[73] Liu and Minor (2005)--Toronto, ON, Canadaminimal75, 100Sedum speciesLightweight, granules.57.00n/an/an/an/an/an/an/an/a
[6] TRCA (2006)--Toronto, ON, Canada10.00140Non-native grasses and herbaceous flowering plants (forbs)n/a65.30n/a0.033-0.7100.001–0.0890.062–0.9360.0459–0.80910.0095, 0.1190.0021–0.01370.0025–0.0115
[74] Van Seters et al. (2009)--Toronto, ON, Canada10.00140Non-native grasses and herbaceous flowering plants (forbs)Crushed volcanic rock, compost, blonde peat, cooked clay, and washed sand.39.00–85.00n/a0.11, 0.230.00-0.02,0.23–0.450.16–0.360.0335–0.05950.0054–0.00880.00
[26] Sims et al. (2016)--London, ON, Canada21.25.150Sedum speciesFine and coarse haydite, crushed dolostone, bark, peat moss, and some fertilizer.76.50n/an/an/an/an/an/an/an/a
[26] Sims et al. (2016)--Halifax, NS, Canada21.25150Sedum speciesFine and coarse haydite, crushed dolostone, bark, peat moss, and some fertilizer.59.60n/an/an/an/an/an/an/an/a
[75] Berghage et al. (2009)--PA, USAn/a90–100Sedum speciesExpanded clay with some compost amendment52.60n/an/an/a0.41n/an/an/an/a
[76] Teemusk and Mander (2011)--Tartu, Estonia 70–200Sedum acre, grass (Gramineae species), flowering plant (Thlaspi arvense)Lightweight aggregate, humus and clayn/a0.40–4.900.005–0.850.01–0.300.008–0.690.004–0.64n/an/an/a
[12] Teemusk and Mander (2007)--Tartu, Estonia0.00100Sedum species, herbaceous flowering plants (forbs)LWA, humus and clay85.701.20–2.100.42–0.80.12–0.330.026–0.090.006–0.066n/an/an/a
[77] Krebs et al. (2016)--Lahti, southern Finland8.0060–70Mosses, sedum species, herbs, and grassesCrushed brick, compost, peat and crushed bark.50.52n/an/an/an/an/an/an/an/a
[78] Lee et al. (2015)--Seoul, Korea0.00100–150Sedum speciesVolcanic materials and soil with peat moss (50 mm), perlite13.80–60.80n/an/an/an/an/an/an/an/a
[79] Alsup et al. (2011)--IL, USAn/a50–200Sedum speciesFine Arkalyte and composted
pine bark
n/an/an/an/an/an/an/a0.0235–1.053600102–0.1354
[80] Yang et al. (2015)--Beijing, Chinan/a150Sedum speciesn/a78.27n/an/an/an/an/an/an/an/a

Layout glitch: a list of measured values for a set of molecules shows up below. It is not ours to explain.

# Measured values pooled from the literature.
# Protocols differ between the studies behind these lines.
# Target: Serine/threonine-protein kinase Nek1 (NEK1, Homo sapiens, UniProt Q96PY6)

[81] Wang et al. (2013)--Tianjin, China5.24100–350Sedum speciesPerlite and vermiculite mixed (1:1)n/a1.64–1.98n/a0.46–0.590.35–0.49n/an/an/an/a
[82] Wang et al. (2017)--Tianjin, China3.50100Sedum speciesPumice, activated charcoal, zeolite, Lava, Perlite, vermiculite33.80–65.901.01–1.940.11–0.530.32–0.940.02–0.250.01–0.240.00066–0.002710.00097–0.003240.00137–0.00376
(a) The City of Calgary and Kelowna, Canada, are classified into Group D based on the Koppen–Geiger climate classification; whereas, they have been considered to have a semi-arid climate in studies, for example [26] Sims et al. (2016) and [25] Dabbaghian (2014). Therefore, they were classified into Group B in this review paper; (b) This review paper also compared the sub-climatic groups Cfa and Cfb for the primary climatic Group C. Thus, the sub-climatic groups (Cfa, Cfb, and Csb) for the primary group C were included into the table; (c) For a study, in general, the ranges (from minimum to maximum) of stormwater retention rate and water quality concentrations of outflow were reported. The measured/calculated numbers can be derived from different rainfall events, growing media depths, roof slopes, etc. Note the average numbers (e.g., average green roofs of different growing media depths and/or roof slopes) were also reported in some studies, for which the average numbers were reported in the table. However, the reported numbers obtained from all field and/or experimental runs in a study were used in the statistical analysis of the paper; (d) Not available (n/a).

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Figure 1. Box-whisker plot of the stormwater retention rates of the four primary climatic groups, respectively. The box covers the range of data between the 25th and 75th percentiles; the whiskers extend to the minimum and maximum values; the median and mean are indicated by the line and the square inside the box, respectively; and N is the sample size.
Figure 1. Box-whisker plot of the stormwater retention rates of the four primary climatic groups, respectively. The box covers the range of data between the 25th and 75th percentiles; the whiskers extend to the minimum and maximum values; the median and mean are indicated by the line and the square inside the box, respectively; and N is the sample size.
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Figure 2. Box-whisker plots of (a) growing media depth and (b) roof slope of the four primary climatic groups, respectively. The box covers the range of data between the 25th and 75th percentiles; the whiskers extend to the minimum and maximum values; the median and mean are indicated by the line and the square inside the box, respectively; and N is the sample size.